Shopping for a fire pit
People have sat around an open fire outdoors for centuries. Not only does fire provide warmth and light, but also it offers a relaxing setting for conversation and socialization.
The outdoor fire pit has transformed the concept of backyard entertaining. Homeowners understand how a fire pit can add value to a home and make their yard an inviting place to be on a summer evening or a chilly autumn night.
Outdoor fire pits are a relatively new creation that continue to grow in popularity. Once available strictly through specialty retailers, fire pits can now be found on the shelves of many home improvement and big box stores as well as online.
Fire pits can add a lot to a home's exterior entertaining area. Some fire pit styles and materials will last longer than others. Homeowners should assess their needs and the space available before choosing a fire pit for their home.
First, homeowners must decide if they want a permanent or portable fire pit. If you are ready to make an enduring change to your yard and landscape, then a permanent fire pit is the way to go. These can be made of stone or brick and are often very durable. Permanent fire pits can be incorporated into landscape designs to create a professional patio look. They're also some of the safer types of fire pits because they cannot be knocked over and the bricks or retaining wall construction provide a barrier around the fire.
Portable fire pits are freestanding units that can be moved around the yard on a whim. They also can be loaded into the car and taken to a neighbor's house or even to the beach. Portable fire pits are less expensive than permanent models, and some homeowners prefer a trial run with a portable pit before deciding to install a permanent structure.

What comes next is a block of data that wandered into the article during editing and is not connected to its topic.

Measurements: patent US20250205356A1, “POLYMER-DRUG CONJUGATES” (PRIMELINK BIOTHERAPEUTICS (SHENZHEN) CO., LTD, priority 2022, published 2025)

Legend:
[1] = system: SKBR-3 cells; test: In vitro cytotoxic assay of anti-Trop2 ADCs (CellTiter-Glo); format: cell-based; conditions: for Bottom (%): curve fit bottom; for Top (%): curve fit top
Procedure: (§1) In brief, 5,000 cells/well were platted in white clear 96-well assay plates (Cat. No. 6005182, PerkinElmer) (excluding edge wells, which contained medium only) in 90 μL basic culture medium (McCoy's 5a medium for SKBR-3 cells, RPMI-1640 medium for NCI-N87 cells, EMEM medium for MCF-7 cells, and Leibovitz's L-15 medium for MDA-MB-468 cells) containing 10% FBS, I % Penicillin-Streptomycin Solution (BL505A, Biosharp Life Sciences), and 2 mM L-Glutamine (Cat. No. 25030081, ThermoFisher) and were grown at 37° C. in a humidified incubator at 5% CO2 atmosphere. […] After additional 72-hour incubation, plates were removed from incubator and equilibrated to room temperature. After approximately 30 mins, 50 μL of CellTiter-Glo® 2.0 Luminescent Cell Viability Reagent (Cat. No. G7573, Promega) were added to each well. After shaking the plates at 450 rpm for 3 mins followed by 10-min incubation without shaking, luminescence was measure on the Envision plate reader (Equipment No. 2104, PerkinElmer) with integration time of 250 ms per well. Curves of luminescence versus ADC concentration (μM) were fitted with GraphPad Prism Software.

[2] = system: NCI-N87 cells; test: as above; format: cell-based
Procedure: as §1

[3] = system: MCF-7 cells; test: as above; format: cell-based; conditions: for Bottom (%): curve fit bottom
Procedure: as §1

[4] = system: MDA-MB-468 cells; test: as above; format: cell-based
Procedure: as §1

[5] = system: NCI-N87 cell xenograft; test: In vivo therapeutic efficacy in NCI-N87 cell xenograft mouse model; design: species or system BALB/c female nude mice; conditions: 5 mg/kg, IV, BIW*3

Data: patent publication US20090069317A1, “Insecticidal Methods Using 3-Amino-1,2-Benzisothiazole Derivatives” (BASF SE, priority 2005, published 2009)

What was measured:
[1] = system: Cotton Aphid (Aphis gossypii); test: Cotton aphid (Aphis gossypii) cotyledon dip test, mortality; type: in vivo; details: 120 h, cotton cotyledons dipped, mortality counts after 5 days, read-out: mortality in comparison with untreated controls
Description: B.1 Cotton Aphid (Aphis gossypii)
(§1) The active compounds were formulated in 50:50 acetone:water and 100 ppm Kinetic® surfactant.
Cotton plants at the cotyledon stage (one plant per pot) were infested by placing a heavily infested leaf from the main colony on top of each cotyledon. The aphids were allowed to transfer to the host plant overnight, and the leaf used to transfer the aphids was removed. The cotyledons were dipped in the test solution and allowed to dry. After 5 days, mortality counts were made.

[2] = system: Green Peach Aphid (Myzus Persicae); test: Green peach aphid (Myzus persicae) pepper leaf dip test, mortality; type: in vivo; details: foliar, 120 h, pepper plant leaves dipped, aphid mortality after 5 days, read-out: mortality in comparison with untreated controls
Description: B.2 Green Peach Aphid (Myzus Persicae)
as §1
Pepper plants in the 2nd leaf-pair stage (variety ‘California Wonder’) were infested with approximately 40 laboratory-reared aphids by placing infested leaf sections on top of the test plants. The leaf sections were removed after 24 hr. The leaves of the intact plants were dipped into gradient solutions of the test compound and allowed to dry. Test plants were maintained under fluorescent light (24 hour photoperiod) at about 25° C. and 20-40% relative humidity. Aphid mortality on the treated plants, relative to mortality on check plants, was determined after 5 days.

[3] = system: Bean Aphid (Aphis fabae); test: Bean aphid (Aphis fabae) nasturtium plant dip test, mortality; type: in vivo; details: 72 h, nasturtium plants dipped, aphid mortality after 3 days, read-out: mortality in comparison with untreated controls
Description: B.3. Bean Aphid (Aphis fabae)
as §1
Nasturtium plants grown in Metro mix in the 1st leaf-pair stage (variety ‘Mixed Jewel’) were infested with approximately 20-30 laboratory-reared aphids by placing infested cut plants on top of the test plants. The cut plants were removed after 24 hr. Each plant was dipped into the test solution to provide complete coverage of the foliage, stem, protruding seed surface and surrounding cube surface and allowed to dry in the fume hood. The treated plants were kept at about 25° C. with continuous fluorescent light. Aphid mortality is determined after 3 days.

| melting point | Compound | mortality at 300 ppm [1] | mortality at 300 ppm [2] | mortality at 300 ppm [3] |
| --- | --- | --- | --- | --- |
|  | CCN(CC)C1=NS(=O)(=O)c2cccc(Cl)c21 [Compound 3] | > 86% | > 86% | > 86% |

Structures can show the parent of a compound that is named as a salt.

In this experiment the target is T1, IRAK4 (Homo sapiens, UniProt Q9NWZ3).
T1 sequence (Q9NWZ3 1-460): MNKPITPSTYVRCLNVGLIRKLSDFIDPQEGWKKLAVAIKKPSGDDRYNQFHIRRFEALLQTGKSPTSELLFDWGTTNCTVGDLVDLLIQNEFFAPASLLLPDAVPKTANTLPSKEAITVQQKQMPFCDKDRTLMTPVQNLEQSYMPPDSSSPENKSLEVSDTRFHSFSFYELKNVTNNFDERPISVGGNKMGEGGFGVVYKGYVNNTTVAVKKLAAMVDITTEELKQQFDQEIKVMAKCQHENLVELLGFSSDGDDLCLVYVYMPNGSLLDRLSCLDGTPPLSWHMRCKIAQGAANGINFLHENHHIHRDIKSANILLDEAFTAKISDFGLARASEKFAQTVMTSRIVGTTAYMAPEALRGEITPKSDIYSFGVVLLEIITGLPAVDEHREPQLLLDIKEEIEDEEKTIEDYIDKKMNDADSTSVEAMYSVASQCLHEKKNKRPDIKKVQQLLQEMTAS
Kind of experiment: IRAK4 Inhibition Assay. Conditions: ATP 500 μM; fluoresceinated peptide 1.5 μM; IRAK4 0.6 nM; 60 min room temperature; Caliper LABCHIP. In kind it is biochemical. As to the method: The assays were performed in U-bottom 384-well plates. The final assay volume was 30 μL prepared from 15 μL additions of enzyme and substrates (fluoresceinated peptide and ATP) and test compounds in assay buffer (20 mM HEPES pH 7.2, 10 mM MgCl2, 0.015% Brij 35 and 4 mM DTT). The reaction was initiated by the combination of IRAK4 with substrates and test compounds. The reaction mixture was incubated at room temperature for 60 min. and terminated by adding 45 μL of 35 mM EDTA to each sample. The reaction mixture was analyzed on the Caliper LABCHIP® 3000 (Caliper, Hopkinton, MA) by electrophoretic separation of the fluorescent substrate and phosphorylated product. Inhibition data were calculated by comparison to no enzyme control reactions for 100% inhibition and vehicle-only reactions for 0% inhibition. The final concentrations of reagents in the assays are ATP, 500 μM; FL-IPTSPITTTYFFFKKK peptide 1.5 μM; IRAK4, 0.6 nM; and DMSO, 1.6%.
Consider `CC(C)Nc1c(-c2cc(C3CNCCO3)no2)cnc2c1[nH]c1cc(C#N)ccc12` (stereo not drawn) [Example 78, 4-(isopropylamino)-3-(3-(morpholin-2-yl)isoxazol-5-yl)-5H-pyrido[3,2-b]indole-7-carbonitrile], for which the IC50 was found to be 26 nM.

Portable fire pits are made of metal and usually coated with a fireproof paint. Over time, exposure to the elements can cause the metal to rust or weaken, something homeowners should consider prior to purchase.
Homeowners also must consider a fuel source. Wood is a common fuel source for fire pits. Wood can be inexpensive, especially when gathered from around the yard. However, a wood-burning fire will constantly have to be fed with new branches. If you want to have a roaring fire but don't want to maintain it, then a gas-fueled fire pit is better. Natural gas fire pits can run off of a portable propane tank (think barbecue tank) or be directly connected to a home's natural gas supply.
Now you can decide on the style. Gas fire pits will give you a greater number of design options, but there are still plenty of choices with wood fire pits. From bowl-shaped pits to rectangular-shaped pits to barrel-style pits to chimineas, there are designs to fit most preferences and size constraints.
Once you have chosen a fire pit, safety should prevail. Here are some tips to consider.
• Keep the fire pit away from the home and objects that can burn. Maintain a safe distance from the fire pit at all times.
• The best place to have the fire pit is on hard stone, cement or tile. Portable fire pits can be placed on patio stones in the lawn.
• Use a screen to keep embers and sparks from escaping during use.
• Keep children a good distance away from the fire pit and always supervise when the pit is in use.
• Make sure the fire is completely extinguished before going in for the night.
• Do not use any accelerants to make the fire bigger or light faster.
• Buy a vinyl cover to protect the fire pit from the elements when not in use.
— Metro Creative